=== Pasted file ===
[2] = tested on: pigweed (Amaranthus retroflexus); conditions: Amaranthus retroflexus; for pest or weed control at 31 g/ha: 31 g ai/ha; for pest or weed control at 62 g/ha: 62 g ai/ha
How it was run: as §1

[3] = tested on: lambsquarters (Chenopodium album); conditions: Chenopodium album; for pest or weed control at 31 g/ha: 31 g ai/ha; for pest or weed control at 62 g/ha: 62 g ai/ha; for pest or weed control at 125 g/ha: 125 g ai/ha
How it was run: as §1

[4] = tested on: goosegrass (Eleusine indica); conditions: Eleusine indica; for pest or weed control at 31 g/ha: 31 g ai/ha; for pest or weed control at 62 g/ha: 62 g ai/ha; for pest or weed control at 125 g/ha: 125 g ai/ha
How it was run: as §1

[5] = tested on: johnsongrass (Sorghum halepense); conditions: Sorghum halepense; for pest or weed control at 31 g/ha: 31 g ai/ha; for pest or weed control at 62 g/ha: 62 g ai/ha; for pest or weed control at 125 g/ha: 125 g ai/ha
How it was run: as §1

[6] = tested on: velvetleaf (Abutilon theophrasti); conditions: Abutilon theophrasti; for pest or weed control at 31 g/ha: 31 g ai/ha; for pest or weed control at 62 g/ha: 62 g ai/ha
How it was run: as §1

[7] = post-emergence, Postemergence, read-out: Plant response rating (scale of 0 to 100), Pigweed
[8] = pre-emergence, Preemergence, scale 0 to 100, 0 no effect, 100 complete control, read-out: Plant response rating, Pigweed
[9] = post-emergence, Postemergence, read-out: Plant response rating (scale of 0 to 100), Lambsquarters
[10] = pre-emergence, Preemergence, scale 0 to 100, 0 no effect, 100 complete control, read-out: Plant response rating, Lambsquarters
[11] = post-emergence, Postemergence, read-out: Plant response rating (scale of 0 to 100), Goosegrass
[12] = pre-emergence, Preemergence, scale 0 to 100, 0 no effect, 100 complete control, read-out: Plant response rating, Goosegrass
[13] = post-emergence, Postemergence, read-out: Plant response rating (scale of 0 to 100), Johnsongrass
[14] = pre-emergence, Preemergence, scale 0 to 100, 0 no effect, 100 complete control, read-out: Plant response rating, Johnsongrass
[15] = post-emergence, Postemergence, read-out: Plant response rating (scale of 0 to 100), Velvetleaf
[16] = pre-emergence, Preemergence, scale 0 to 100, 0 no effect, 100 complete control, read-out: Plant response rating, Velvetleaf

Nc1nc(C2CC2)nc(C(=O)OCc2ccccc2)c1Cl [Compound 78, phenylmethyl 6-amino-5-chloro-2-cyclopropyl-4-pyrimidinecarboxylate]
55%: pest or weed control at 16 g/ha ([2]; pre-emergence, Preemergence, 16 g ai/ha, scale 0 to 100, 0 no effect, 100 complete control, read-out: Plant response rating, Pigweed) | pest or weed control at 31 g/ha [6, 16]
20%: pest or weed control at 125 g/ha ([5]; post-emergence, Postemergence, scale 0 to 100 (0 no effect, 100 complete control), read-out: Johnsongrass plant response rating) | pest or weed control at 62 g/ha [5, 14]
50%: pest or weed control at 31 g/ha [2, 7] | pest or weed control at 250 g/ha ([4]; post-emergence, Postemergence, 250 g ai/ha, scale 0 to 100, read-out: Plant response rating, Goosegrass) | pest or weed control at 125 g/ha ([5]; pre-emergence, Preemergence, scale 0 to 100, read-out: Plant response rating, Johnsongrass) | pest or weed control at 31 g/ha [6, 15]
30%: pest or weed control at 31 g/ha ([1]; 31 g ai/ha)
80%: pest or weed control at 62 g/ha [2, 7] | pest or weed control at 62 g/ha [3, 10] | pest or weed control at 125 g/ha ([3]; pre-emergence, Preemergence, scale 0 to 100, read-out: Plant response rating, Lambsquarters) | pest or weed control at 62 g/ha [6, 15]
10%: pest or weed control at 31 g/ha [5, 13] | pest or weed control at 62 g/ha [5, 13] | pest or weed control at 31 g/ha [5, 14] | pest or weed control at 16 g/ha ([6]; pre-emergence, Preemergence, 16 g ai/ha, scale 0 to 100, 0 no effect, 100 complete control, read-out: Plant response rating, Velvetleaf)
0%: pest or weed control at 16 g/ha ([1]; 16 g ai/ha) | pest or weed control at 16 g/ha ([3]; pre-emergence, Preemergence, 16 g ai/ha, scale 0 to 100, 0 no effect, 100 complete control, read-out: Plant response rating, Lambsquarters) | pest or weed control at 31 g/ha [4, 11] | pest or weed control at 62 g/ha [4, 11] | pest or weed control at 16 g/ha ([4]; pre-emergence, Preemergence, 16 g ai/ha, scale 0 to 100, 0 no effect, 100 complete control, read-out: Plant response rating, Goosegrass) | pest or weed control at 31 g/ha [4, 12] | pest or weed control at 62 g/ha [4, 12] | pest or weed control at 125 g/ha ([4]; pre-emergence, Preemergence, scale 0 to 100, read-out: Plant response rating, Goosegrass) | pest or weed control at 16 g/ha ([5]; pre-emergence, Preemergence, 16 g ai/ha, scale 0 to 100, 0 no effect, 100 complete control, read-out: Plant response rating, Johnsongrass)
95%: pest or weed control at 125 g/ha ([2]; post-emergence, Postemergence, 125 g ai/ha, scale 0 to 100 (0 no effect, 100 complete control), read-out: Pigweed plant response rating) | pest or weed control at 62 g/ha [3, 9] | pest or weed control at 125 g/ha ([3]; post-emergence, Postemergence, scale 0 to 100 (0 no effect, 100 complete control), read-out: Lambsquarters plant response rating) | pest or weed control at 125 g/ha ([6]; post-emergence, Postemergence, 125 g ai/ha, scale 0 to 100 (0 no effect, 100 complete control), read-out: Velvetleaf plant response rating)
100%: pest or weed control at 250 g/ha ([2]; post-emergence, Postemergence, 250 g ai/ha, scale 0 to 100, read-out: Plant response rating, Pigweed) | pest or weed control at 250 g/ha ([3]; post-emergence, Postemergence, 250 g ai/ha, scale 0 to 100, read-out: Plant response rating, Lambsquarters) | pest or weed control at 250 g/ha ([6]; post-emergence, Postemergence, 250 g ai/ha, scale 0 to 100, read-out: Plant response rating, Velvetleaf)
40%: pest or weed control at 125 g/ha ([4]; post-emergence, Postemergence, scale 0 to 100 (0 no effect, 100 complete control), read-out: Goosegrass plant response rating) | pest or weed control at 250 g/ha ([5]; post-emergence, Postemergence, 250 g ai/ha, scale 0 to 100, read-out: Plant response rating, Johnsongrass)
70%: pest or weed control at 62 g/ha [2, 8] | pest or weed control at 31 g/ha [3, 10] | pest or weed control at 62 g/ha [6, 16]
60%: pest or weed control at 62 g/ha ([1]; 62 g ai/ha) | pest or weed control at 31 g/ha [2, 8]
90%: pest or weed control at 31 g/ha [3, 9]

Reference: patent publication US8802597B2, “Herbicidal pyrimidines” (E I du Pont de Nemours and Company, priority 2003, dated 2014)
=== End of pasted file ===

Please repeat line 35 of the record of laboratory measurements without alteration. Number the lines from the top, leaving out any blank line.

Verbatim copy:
Reference: patent publication US8802597B2, “Herbicidal pyrimidines” (E I du Pont de Nemours and Company, priority 2003, dated 2014)